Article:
Landlording & Rental Properties

The Pros & Cons of Hiring a Property Manager

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8 Articles Written
House with "For Rent" sign in front

Today we’re talking property managers. My God, these are some of the hardest-working, most under-appreciated people in our industry.

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We’re going to do a deep dive. Watch the video below or read on to learn how to hire the right manager for your rental properties and the reasons you’ll be happy you did.

OK, it's absolutely true. I think property managers have some of the toughest jobs out there. And you get absolutely no pats on the back for being a property manager.

It’s very rare you’re going to pick up the phone and say, “Hey, Tim, nothing’s wrong. Just want to make sure you know you’re doing a great job!”

Most of the time when you’re communicating with your property manager, something has hit the fan. You’re dealing with an issue.

I think it’s pretty obvious that not all property managers are cut from the same cloth. There are a lot of great, fantastic property managers out there. And there are some that are just… not so much.

What I’d like to do is talk about some of the pros and cons of hiring a property manager and some of the things to look out for when hiring a manager.

What to Look for When Hiring a Property Manager

1. Integrity

This is going to sound kind of highfalutin and wishy-washy but the first thing is integrity. Although, it’s not something you can really screen for on a job application. It’s just something where you have to meet the person, you have to gel with them, and you really need to get referrals from other people.

Anytime I’ve ever looked for property managers in a given area, I’ve interviewed multiple managers. It’s not to be pedantic or annoying. It’s legitimately to try to find somebody that you gel with.

Related: 10 Questions to Thoroughly Vet Potential Property Management Companies

You might find a manager who is a perfectly good manager, but you and him or her just don’t see eye to eye or your personalities don’t jive. That might just not be the property manager for you.

Try to talk to a few of them, find ones you feel that you connect with, and get referrals from other people that they have integrity and that they’re honest. Because at the end of the day, this person better be honest, because they’re managing probably your most expensive asset—kind of a big deal.

Group of diverse people are seated and waiting for a job interview in a waiting room with white walls and light colored floor

2. Familiarity With Property Type

Are they familiar with the asset type that you have? If you have managers who only do student rental investing and you’re asking them to manage a retail strip plaza or you’re asking them to manage an office building, it might not be the perfect fit. So, try to figure out what their area of expertise is and make sure that they know the area and the asset type.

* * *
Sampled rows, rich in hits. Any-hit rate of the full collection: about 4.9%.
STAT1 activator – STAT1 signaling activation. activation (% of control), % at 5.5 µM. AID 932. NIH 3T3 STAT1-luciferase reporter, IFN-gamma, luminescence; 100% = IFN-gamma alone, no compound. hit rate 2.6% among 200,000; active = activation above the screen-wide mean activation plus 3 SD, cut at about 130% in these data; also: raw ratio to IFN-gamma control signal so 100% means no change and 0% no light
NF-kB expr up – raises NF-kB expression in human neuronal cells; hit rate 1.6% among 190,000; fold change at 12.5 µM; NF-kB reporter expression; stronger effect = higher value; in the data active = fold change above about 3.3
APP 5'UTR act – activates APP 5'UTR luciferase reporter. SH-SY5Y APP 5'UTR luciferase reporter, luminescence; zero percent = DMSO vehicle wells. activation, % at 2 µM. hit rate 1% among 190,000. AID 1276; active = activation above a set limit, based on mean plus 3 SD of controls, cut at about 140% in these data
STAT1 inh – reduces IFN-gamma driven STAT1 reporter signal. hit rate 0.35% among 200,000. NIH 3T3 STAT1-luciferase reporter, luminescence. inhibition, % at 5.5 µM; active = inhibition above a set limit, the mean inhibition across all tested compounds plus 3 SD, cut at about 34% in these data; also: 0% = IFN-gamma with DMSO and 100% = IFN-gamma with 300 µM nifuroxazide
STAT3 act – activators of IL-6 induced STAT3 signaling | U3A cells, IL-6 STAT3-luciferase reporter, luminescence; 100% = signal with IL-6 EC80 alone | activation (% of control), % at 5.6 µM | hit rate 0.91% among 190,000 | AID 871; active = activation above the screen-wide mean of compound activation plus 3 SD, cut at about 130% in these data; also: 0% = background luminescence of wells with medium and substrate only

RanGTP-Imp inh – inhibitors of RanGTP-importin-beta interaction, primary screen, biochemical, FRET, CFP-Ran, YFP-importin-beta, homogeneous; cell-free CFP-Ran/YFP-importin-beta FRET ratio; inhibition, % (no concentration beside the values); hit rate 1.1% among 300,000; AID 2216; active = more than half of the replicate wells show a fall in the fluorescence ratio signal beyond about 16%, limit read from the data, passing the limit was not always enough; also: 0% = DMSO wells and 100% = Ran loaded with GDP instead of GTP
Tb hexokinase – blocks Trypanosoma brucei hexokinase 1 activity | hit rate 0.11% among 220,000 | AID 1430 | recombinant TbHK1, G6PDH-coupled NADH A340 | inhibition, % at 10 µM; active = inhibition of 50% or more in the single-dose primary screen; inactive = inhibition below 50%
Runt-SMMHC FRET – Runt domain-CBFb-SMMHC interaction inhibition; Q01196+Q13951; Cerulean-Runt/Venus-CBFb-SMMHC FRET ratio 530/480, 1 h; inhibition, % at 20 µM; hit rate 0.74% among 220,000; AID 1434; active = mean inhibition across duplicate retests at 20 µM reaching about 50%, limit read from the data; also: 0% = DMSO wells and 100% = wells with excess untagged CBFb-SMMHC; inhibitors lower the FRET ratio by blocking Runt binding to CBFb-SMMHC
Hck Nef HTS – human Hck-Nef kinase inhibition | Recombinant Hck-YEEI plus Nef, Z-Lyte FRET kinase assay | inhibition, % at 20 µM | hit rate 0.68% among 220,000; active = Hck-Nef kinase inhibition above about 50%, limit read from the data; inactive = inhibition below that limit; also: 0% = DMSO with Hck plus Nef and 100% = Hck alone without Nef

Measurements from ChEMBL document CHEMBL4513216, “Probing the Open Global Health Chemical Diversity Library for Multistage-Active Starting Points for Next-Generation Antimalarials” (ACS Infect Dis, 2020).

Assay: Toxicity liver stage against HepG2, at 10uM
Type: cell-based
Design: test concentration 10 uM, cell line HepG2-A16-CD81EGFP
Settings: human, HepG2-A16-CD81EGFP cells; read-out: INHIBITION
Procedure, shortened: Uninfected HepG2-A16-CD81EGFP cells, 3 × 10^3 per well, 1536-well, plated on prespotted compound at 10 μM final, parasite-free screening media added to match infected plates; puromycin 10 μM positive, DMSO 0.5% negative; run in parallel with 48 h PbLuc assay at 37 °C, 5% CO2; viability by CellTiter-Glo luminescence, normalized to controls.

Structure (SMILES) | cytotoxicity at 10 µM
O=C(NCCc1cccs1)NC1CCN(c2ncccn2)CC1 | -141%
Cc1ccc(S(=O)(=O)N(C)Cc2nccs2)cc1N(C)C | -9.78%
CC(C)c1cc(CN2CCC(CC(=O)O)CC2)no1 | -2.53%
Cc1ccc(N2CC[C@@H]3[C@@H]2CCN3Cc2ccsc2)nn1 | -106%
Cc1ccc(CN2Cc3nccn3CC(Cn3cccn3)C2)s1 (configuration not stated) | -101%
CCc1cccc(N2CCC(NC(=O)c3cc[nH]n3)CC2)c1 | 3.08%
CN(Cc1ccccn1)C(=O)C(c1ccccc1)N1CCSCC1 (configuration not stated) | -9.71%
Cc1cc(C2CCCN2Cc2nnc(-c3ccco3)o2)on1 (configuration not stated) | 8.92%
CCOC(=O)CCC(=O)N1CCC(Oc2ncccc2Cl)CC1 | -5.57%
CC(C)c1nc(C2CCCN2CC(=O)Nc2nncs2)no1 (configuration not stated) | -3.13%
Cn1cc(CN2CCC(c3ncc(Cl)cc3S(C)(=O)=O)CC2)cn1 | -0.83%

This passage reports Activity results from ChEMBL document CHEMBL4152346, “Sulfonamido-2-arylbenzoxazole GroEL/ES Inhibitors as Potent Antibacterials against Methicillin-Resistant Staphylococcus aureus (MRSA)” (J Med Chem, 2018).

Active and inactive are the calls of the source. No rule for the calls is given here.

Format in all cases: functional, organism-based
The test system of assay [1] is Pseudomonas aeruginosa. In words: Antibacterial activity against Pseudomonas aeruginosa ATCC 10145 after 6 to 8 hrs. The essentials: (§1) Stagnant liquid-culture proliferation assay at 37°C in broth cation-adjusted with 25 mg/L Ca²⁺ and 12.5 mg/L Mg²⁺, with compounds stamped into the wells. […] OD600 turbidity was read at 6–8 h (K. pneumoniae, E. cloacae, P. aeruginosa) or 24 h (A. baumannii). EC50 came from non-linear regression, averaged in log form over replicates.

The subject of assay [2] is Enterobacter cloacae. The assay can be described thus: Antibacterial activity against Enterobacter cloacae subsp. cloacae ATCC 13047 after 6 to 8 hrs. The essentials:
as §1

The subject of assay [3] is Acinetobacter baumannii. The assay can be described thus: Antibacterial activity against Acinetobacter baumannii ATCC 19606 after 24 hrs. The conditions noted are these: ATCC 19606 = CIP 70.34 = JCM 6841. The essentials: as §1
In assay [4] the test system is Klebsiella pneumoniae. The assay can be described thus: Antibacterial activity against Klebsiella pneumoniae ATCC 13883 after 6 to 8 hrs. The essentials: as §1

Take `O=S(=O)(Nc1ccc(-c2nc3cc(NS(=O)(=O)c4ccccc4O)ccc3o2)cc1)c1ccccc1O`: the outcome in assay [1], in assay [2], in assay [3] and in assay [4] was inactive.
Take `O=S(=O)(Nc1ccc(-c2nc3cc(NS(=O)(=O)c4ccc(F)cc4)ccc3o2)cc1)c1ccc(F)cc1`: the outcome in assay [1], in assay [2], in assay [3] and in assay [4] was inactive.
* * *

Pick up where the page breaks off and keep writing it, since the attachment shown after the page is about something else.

I was in student rentals for a number of years. Still own a couple today. And the student rental game is somewhat different than the normal multi-rise apartment game. The managers that are in that area often times specialize in student rentals. They understand how to deal with students. And ultimately, that's going to be key for you when you're hiring a manager to look after your investment. You want to know that they're an expert in that area.

3. Flexibility

I can’t tell you how many times I’ve had managers that have been difficult in adopting the systems I wanted them to adopt in the management of my properties. So, what I asked them to do is to upload the financial statements into a cloud drive. And I would have them get fed into my accounting system.

Another thing is he would have his own bank accounts, and he liked to move money from his bank account and then pay out what’s left over to me. I didn’t like that system as much. I’d rather that he put all of the rent into our business account, and from our business account, we allowed him to have access to a small management account. (I say small because we’d only keep a certain amount of money in there.)

Anything above a certain amount or certain repair, he’d have to get an OK from us. Anything below that, he could utilize that amount. He could take money out and spend it on certain things that were under that threshold that we needed done. That worked out for us.

So, having that flexibility was just extremely important to us. And I’ve had managers in the past that just won’t budge on things. And if that doesn’t work for you, find a different person again.

This is somebody that’s managing one of your most expensive assets. You want to feel comfortable, and you want to feel that they’re serving you.

So, that’s three of many things I look for in a property manager.

Pros of Hiring a Property Manager

In terms of why you would want a property manager, a couple of things come to mind fairly easily.

1. Save Time and Preserve Energy

A manager ultimately is going to save you time and energy. If you add the most value through finding properties, or acquiring them, or doing something else (maybe you have an actual day job), then having a manager is probably worth it to you.

2. Avoid Headaches

Another thing is stress. It’s very stressful to manage properties. That’s why these people are in the business of it.

To the average person—even the average investor—it can really take a toll on them. It’s stressful to have properties that they’re worrying about and getting that call at 2 or 3 a.m.

Instead, hiring a manager and delegating that to professionals might be the best thing.

Related: My Biggest Property Management Nightmare

3. Enable Growth

Another reason you hire a property management company is because you might be scaling your business. And when you do scale your business, you might be able to utilize that manager to look after multiple properties. If they’re looking after multiple properties, you can start having economies of scale, where the percentage that you’re paying in management goes down.

4. Get the Inside Scoop

Another big reason I like property managers is that they have their finger on the pulse of your market and your building. If you do manage your property (and even if you do routine inspections), you’re not going to get a good feel all the time for things that are happening at the building. So, having a manager there that actually is doing this for you is great.